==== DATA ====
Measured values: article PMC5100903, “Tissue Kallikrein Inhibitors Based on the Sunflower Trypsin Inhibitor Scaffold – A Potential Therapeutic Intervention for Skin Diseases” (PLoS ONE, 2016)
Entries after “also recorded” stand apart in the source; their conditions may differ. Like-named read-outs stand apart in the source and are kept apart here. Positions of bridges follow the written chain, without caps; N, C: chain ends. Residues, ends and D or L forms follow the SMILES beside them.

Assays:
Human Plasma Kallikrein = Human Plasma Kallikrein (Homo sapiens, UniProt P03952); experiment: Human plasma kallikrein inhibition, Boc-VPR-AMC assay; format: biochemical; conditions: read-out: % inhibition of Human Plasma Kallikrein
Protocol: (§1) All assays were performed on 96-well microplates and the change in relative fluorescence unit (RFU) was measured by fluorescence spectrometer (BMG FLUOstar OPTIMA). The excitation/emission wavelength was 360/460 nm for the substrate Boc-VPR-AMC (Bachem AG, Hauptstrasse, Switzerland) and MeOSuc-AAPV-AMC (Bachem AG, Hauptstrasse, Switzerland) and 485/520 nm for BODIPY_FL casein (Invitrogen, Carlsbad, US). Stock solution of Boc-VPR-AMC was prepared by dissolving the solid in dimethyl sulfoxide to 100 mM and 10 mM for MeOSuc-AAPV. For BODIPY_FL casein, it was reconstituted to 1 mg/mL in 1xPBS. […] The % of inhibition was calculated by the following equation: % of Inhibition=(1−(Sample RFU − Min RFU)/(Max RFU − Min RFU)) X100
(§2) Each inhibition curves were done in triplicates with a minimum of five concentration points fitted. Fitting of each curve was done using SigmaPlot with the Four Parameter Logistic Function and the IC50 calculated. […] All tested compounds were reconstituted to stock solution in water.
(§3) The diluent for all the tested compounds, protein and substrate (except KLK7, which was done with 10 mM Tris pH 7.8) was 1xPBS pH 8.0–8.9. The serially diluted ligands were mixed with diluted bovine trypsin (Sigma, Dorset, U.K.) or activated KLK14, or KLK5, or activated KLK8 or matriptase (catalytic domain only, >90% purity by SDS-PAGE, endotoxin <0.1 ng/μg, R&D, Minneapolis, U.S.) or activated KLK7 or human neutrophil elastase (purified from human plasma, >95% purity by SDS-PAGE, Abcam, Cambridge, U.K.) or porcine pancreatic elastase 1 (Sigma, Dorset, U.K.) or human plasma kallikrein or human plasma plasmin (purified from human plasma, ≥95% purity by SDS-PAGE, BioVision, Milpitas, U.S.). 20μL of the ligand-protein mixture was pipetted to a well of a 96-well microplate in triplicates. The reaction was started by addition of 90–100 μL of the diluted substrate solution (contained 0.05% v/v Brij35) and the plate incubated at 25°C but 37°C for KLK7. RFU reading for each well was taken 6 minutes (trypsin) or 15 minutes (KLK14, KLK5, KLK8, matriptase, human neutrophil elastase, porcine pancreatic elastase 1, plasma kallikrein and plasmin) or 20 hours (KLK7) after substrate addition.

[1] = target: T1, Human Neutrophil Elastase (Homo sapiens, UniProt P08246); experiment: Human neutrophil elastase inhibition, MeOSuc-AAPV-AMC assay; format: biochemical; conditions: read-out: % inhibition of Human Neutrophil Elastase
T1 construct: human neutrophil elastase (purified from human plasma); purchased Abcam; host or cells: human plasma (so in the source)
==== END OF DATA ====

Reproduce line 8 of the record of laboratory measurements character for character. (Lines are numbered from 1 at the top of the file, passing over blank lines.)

[1] = target: T1, Human Neutrophil Elastase (Homo sapiens, UniProt P08246); experiment: Human neutrophil elastase inhibition, MeOSuc-AAPV-AMC assay; format: biochemical; conditions: read-out: % inhibition of Human Neutrophil Elastase